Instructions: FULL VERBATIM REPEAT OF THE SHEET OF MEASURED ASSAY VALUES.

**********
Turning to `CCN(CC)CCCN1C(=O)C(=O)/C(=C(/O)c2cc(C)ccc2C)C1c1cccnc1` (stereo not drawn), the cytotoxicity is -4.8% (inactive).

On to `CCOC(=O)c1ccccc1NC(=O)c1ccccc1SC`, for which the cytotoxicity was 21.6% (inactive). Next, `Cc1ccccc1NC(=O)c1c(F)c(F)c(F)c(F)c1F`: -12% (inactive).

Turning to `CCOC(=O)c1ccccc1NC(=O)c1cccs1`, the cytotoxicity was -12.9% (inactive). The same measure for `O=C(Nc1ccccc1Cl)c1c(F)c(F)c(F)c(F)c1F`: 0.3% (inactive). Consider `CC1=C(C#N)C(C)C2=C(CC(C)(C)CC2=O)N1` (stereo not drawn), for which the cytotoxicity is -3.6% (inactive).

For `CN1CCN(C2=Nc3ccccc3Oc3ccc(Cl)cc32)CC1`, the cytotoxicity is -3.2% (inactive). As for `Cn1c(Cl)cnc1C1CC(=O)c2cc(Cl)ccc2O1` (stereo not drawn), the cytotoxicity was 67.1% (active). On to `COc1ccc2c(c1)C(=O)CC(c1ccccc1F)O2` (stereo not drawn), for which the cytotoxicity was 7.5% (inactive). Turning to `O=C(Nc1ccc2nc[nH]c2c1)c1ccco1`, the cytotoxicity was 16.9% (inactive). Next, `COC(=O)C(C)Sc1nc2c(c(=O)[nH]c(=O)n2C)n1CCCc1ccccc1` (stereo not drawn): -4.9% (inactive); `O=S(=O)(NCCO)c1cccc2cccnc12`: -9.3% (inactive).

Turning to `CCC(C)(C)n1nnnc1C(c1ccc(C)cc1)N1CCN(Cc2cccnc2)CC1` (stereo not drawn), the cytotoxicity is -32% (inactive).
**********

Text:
Turning to `CCN(CC)CCCN1C(=O)C(=O)/C(=C(/O)c2cc(C)ccc2C)C1c1cccnc1` (stereo not drawn), the cytotoxicity is -4.8% (inactive).

On to `CCOC(=O)c1ccccc1NC(=O)c1ccccc1SC`, for which the cytotoxicity was 21.6% (inactive). Next, `Cc1ccccc1NC(=O)c1c(F)c(F)c(F)c(F)c1F`: -12% (inactive).

Turning to `CCOC(=O)c1ccccc1NC(=O)c1cccs1`, the cytotoxicity was -12.9% (inactive). The same measure for `O=C(Nc1ccccc1Cl)c1c(F)c(F)c(F)c(F)c1F`: 0.3% (inactive). Consider `CC1=C(C#N)C(C)C2=C(CC(C)(C)CC2=O)N1` (stereo not drawn), for which the cytotoxicity is -3.6% (inactive).

For `CN1CCN(C2=Nc3ccccc3Oc3ccc(Cl)cc32)CC1`, the cytotoxicity is -3.2% (inactive). As for `Cn1c(Cl)cnc1C1CC(=O)c2cc(Cl)ccc2O1` (stereo not drawn), the cytotoxicity was 67.1% (active). On to `COc1ccc2c(c1)C(=O)CC(c1ccccc1F)O2` (stereo not drawn), for which the cytotoxicity was 7.5% (inactive). Turning to `O=C(Nc1ccc2nc[nH]c2c1)c1ccco1`, the cytotoxicity was 16.9% (inactive). Next, `COC(=O)C(C)Sc1nc2c(c(=O)[nH]c(=O)n2C)n1CCCc1ccccc1` (stereo not drawn): -4.9% (inactive); `O=S(=O)(NCCO)c1cccc2cccnc12`: -9.3% (inactive).

Turning to `CCC(C)(C)n1nnnc1C(c1ccc(C)cc1)N1CCN(Cc2cccnc2)CC1` (stereo not drawn), the cytotoxicity is -32% (inactive).